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The EU’s new plan to fight cancer

Next to the COVID-19 pandemic, medical staff and patients are still addressing diseases such as cancer. Breakthroughs in cancer treatment have an enormous impact on the wellbeing of our society, irrespective of Covid-19. For example, according to the World Health Organisation, lung cancer was the fourth-largest cause of death in high-income countries in 2019, with research of the European Joint Research Centre illustrating that lung cancer accounts for 20% of the total cancer deaths in 2020. To continue saving lives, research into the different types of cancer and how available technologies can help is continuing.

In order to support the fight against cancer, Europe's Beating Cancer Plan was presented on World Cancer Day, 4 February, by the European Commission. This plan is labelled as a key priority of the von der Leyen Commission and a cornerstone of a strong European Health Union. By using the fundamental ideas of new technologies, research and innovation as a basis, the Cancer Plan lays the foundation for a new EU approach to cancer prevention, treatment and care.

One of the immediate effects of the Cancer Plan is the SAMIRA Action Plan – the Strategic Agenda for Medical Ionising Radiation Applications. SAMIRA aims to improve EU coordination and ensure that EU citizens have access to high-quality radiological and nuclear technologies in medicine with the highest safety standards. SAMIRA sets actions and measures in three key areas:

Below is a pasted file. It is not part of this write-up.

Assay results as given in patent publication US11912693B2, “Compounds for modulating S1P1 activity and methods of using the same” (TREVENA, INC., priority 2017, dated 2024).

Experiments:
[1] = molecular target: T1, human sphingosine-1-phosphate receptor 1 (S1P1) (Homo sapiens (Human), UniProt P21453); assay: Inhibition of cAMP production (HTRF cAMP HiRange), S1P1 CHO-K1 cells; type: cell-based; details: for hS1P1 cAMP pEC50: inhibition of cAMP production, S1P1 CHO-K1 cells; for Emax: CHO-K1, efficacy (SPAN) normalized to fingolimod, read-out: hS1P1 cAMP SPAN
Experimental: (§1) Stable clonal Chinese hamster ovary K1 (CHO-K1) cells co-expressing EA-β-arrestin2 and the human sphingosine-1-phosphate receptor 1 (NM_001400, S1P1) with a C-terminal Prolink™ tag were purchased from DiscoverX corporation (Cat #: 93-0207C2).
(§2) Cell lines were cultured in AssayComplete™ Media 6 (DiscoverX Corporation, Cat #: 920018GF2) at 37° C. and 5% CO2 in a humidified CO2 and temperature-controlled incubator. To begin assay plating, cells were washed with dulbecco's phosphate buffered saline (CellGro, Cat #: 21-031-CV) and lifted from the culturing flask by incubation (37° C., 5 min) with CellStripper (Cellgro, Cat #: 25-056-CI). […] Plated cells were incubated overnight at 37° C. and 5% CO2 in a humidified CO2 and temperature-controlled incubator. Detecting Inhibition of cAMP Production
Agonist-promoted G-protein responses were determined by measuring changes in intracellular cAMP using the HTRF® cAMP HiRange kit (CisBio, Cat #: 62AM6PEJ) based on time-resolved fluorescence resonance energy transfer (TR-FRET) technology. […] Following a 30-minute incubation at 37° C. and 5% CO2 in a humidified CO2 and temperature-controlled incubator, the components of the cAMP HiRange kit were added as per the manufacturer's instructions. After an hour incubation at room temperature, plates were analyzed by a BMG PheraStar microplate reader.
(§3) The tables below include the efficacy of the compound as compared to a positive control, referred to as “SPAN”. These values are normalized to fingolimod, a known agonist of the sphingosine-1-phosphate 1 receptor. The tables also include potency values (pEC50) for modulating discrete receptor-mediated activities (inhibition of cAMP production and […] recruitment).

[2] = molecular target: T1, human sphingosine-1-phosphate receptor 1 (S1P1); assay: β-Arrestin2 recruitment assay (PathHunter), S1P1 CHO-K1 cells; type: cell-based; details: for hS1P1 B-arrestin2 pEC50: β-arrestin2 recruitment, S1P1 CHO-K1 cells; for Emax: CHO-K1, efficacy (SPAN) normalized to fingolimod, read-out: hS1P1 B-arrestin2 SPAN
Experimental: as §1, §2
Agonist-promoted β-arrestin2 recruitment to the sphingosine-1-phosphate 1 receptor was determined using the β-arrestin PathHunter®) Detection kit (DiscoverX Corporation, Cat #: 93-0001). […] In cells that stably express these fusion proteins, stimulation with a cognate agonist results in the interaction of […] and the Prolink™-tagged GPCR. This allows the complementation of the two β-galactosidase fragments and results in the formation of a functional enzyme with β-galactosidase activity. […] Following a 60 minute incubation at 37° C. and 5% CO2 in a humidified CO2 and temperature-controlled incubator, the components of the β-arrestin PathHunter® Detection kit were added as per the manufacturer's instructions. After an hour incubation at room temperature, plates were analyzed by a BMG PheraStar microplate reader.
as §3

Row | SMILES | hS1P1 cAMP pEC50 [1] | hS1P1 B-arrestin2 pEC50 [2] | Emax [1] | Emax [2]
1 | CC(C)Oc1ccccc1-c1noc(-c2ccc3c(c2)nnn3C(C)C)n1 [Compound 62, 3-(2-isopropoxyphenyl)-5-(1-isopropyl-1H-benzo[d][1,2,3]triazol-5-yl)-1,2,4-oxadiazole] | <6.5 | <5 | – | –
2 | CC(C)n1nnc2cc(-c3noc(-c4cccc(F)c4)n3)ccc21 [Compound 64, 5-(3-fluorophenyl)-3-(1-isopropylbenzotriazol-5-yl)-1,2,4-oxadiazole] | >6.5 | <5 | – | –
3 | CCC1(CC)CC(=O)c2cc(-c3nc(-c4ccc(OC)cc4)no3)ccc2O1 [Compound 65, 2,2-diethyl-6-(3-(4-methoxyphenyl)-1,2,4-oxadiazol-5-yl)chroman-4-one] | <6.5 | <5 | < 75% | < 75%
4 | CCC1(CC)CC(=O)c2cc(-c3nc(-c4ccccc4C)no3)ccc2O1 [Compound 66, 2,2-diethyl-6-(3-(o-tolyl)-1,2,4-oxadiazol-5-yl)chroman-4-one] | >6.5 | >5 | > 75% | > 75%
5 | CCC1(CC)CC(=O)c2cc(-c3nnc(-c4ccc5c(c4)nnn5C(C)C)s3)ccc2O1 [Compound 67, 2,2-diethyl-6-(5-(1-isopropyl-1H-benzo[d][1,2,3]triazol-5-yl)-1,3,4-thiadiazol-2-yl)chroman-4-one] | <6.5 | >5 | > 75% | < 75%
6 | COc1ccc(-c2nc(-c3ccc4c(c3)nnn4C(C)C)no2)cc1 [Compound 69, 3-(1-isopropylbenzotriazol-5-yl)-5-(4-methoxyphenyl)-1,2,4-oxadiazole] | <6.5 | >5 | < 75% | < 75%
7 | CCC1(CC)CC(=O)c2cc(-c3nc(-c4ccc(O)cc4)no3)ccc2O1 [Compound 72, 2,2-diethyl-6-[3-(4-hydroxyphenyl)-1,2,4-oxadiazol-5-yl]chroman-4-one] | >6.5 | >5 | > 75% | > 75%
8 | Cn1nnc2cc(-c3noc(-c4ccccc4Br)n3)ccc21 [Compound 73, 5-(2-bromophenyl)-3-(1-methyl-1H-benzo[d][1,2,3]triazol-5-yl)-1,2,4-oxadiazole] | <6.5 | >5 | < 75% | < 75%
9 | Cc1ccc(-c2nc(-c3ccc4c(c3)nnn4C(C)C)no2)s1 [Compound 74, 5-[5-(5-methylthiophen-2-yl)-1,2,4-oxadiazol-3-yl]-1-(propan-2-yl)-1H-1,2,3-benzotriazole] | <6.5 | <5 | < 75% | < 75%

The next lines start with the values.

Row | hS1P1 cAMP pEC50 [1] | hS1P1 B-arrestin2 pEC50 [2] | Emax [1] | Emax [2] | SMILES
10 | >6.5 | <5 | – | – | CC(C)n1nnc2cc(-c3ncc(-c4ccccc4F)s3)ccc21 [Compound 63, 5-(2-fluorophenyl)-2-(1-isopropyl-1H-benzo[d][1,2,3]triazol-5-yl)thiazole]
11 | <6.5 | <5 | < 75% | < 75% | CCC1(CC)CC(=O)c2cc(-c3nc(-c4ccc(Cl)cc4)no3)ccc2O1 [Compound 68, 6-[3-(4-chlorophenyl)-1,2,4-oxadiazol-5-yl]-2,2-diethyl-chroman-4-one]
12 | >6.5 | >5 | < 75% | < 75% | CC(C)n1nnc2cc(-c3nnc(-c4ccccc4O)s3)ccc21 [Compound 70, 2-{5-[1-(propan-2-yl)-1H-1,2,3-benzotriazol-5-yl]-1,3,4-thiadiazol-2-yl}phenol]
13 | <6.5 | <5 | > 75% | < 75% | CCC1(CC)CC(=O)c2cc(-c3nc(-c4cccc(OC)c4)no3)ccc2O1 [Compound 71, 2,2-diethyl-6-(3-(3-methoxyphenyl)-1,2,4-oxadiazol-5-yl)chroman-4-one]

• Securing the supply of medical radioisotopes
  • Improving radiation quality and safety in medicine
  • Facilitating innovation and technological development of medical ionising radiation applications  

Besides improving the quality of the medication for cancer treatment, data and digitisation in cancer prevention and care also have a crucial role in the Cancer Plan. The EU plan states that 30% of the world stored data are produced by health care systems, yet the health sector is currently unsuccessful in unlocking the untapped data’s potential. The European digital strategy should change this and allow for the better utilisation of data by using powerful tools such as artificial intelligence and high-performance computing.

One of the key mechanisms to ensure that the full potential of data in the healthcare system is unlocked is the electronic health record. This is because these records allow oncologists, radiologists and surgeons to efficiently share data, improving the patient’s treatment and survival chances.

The Advanced Technology for Industry (ATI) project has written a Sectoral Watch covering the technological trends in the medical devices industry and related healthcare. The report covers multiple topics, including artificial intelligence and big data. For more information regarding advanced technologies in Europe, explore the ATI project website.

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